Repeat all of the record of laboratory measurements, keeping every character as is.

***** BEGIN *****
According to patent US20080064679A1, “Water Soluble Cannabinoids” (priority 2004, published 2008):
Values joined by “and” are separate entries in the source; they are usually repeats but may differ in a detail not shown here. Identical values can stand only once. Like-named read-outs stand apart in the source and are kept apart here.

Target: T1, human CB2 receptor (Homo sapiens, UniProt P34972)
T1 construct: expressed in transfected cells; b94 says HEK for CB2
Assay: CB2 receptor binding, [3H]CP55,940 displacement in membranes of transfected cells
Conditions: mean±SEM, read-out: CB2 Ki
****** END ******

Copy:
According to patent US20080064679A1, “Water Soluble Cannabinoids” (priority 2004, published 2008):
Values joined by “and” are separate entries in the source; they are usually repeats but may differ in a detail not shown here. Identical values can stand only once. Like-named read-outs stand apart in the source and are kept apart here.

Target: T1, human CB2 receptor (Homo sapiens, UniProt P34972)
T1 construct: expressed in transfected cells; b94 says HEK for CB2
Assay: CB2 receptor binding, [3H]CP55,940 displacement in membranes of transfected cells
Conditions: mean±SEM, read-out: CB2 Ki